CDT-CMP is a 4-year programme with a taught first year, which aims to help students understand the breadth of the condensed matter physics research area. Students are not expected to have chosen a PhD project before they start the programme but will chose their project during the Spring of year 1. The first year will include a Research Project or Research Placement which will usually extend into the PhD project in years 2 to 4. The PhD project will be either at Bath or Bristol.

Year 1

In the first year of the training programme there are a series of lecture courses, practical techniques training courses, short Exploratory Training Projects (ETPs) and an extended Research Project or Research Placement.


Core Lecture courses

The units are divided into three teaching blocks, each with an overarching theme.

Block A – The Physics of Novel Materials (Novel electronic materials; Superconductivity and quantum magnetism; Charge, transport and thermodynamics; Applied magnetism and devices, e.g. graphene, high-temperature superconductivity).

Block B – Device Fabrication and Characterisation (Materials chemistry and synthesis; Materials and device modelling).

Block C – Theoretical Modelling and Simulation (Many body theory and the theory of condensed matter; Modelling materials and devices on length scales, e.g. application of many body theory to real materials through computational projects and worked examples).

Physics Techniques modules

These are a mixture of lectures and/or practical training – e.g. Laboratory-based skills for making precision electronic measurements; Skills in using spectroscopic probes (Raman, STM); Theoretical modelling and simulation of materials and devices; Neutron and x-rays at large facilities.

Exploratory Training Projects (ETPs)

There will be two, eight-week long laboratory- and theory-based assignments designed to increase students’ awareness of the breadth of the field.

Research Project

This will expose students to the rigours of a professional research environment at a very early stage, and give them the opportunity to sample life within an active university research group. Many students will continue to work in the same research area as this project for their PhD, however they will also have the possibility to switch to another project at the beginning of the second year. The Research Project is usually chosen in the Spring of the first year.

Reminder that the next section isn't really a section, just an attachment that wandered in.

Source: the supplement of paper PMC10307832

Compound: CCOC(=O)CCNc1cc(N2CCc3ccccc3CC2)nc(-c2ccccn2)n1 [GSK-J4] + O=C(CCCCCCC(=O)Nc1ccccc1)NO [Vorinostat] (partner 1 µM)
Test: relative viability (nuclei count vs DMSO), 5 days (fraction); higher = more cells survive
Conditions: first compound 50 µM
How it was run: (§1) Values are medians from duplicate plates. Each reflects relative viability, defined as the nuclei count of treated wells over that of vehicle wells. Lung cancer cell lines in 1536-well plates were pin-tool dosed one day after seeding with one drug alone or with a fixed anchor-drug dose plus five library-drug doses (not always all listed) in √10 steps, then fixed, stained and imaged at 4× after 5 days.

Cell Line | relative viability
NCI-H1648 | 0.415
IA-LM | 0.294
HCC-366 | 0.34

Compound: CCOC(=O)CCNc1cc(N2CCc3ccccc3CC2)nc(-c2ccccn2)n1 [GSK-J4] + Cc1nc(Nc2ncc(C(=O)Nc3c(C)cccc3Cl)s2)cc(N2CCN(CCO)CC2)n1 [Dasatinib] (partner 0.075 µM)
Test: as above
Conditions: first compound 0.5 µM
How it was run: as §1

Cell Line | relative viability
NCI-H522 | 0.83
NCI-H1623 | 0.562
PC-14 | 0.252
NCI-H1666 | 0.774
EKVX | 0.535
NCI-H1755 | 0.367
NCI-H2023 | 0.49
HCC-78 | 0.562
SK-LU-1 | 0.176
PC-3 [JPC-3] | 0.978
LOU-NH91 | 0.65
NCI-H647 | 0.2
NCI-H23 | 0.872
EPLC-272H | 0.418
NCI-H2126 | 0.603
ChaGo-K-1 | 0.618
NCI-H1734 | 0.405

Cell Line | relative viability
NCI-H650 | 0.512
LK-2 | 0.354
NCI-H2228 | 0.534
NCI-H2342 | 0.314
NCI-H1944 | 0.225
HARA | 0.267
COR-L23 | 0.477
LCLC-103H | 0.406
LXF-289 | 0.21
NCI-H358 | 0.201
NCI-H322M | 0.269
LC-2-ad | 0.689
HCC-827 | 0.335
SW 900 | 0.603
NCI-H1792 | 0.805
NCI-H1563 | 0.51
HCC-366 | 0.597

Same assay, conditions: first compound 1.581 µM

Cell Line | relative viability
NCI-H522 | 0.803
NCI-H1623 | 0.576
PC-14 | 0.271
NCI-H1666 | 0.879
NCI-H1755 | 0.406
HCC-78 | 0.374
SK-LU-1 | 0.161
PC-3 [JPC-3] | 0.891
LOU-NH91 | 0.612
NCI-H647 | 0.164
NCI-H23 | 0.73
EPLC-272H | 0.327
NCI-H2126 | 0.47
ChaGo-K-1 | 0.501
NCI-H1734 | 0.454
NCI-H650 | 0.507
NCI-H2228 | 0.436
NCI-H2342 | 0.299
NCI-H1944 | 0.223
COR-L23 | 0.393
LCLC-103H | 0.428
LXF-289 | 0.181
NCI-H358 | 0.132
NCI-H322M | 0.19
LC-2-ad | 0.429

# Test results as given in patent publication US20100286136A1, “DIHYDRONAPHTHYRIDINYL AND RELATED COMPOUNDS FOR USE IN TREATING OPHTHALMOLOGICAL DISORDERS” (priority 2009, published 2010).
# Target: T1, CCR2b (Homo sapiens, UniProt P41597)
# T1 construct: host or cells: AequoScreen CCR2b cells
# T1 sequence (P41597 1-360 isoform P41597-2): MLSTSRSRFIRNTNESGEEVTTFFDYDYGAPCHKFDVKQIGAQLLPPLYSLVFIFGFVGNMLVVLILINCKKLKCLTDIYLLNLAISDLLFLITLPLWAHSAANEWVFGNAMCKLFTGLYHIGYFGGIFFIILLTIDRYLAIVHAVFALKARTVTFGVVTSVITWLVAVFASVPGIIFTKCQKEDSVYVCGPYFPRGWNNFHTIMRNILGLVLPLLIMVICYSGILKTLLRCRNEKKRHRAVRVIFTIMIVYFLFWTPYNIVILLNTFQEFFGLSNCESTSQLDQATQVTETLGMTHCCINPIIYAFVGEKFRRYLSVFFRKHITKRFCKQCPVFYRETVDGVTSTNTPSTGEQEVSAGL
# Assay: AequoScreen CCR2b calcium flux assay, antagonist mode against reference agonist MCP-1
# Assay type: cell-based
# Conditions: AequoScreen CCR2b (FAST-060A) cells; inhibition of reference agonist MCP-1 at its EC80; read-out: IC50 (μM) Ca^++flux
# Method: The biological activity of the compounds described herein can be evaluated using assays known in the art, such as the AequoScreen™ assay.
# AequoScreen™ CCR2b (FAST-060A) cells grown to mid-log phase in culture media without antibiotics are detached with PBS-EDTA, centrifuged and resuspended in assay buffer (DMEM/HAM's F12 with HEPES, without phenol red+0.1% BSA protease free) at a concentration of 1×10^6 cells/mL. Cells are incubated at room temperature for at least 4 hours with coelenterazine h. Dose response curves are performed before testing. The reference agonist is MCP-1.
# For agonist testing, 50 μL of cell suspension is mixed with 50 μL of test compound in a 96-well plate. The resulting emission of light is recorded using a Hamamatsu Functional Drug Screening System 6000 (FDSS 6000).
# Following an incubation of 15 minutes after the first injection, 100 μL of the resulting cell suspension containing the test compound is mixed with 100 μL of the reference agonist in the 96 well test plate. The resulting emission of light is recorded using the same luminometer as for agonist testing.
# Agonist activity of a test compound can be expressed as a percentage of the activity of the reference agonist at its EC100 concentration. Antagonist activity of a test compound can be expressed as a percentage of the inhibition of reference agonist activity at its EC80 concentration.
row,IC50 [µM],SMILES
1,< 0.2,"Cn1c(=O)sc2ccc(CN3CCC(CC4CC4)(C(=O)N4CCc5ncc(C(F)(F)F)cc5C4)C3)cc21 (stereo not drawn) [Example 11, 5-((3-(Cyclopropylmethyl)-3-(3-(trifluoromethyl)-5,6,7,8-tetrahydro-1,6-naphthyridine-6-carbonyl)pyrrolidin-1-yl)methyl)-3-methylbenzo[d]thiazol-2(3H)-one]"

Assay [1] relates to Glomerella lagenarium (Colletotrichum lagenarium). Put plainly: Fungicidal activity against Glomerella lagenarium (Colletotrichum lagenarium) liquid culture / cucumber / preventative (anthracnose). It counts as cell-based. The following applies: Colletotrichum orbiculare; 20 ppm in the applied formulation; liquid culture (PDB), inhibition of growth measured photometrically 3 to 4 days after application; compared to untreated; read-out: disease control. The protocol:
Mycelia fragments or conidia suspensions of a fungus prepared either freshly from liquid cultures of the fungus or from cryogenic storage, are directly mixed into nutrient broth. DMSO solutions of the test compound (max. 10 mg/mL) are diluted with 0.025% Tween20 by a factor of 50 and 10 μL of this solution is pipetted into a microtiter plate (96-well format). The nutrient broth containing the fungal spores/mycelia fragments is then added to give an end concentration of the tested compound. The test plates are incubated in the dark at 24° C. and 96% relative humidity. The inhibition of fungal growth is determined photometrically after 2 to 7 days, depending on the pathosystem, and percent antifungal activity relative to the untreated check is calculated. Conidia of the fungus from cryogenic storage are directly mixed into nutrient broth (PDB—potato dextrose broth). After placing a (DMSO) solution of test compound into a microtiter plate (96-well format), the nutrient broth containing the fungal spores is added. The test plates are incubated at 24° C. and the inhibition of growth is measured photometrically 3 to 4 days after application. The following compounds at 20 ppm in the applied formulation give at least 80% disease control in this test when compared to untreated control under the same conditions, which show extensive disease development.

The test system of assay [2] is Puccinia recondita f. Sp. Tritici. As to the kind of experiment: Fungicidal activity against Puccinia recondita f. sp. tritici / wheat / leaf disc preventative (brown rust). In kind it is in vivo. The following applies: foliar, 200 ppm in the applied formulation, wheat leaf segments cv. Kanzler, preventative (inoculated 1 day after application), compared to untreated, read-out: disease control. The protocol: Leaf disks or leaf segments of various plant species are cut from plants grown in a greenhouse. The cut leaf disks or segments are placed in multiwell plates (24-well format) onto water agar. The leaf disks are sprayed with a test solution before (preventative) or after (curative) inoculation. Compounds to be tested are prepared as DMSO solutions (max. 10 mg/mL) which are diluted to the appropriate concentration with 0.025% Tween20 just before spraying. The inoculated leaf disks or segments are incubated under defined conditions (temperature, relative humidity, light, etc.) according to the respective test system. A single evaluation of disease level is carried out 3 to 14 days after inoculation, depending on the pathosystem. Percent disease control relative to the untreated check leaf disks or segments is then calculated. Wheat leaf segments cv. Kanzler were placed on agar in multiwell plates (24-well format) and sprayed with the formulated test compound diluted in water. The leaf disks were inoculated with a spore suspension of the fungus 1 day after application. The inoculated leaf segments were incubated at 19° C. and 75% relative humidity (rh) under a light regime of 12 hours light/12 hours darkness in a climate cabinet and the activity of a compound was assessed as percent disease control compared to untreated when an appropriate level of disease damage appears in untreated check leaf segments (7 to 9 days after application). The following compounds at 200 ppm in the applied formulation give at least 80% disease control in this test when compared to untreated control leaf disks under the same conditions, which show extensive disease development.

Research Placement

The Research Placement is carried out in place of a Research Project.  It is intended to expose students to the rigours of a professional research environment outside of Bristol/Bath, and to give them the opportunity to sample life within an industrial company, a large-scale facility or an overseas research laboratory. These placements will take place with one of our Partners.

Journal Club

Understanding and appreciating the current literature is a key element of scientific research. The aim of this unit is to foster a scholarly atmosphere where students are routinely reading, understanding and criticising research papers at the forefront of the centre’s research fields.

Group Problem Solving

Students will work in groups to develop a solution to current research or technical problems. Problems will be selected from a subset of those posed by our partners and other members of the Centre for Doctoral Training.

Years 2 to 4

This is the research part of the degree where students are embedded in a research group at either Bristol or Bath. In most cases the year 1 Research Project will extend into the full PhD project which will continue in years 2 to 4. For some students there will be the opportunity to collaborate with an industrial, academic or large facility partner (in the UK, Europe, Japan, USA) and perform the research project in an external laboratory or workplace.

Students will continue to benefit from training and development offered by the CDT-CMP, to attend colloquia, and continue to participate in our Annual Conference.

Courses such as Journal Club involve presenting findings from current scientific literature, and the discussions which follow have helped me understand what it takes to be critical of texts.

Lewis, CDT-CMP student